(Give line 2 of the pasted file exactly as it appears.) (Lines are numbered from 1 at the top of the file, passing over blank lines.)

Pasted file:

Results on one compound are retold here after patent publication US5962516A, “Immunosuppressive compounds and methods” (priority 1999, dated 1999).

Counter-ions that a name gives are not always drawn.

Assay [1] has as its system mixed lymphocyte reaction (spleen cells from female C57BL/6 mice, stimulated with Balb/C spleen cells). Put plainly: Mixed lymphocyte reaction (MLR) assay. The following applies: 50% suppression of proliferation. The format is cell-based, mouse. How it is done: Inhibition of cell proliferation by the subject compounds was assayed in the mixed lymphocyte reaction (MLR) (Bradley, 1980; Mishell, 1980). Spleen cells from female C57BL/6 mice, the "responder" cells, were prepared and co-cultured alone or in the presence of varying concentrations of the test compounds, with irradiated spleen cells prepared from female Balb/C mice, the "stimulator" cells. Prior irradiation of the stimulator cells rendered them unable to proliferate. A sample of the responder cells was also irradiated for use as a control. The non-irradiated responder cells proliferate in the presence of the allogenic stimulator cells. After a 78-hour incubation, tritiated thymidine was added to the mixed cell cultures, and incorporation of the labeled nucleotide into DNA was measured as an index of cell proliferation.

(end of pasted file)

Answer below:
Counter-ions that a name gives are not always drawn.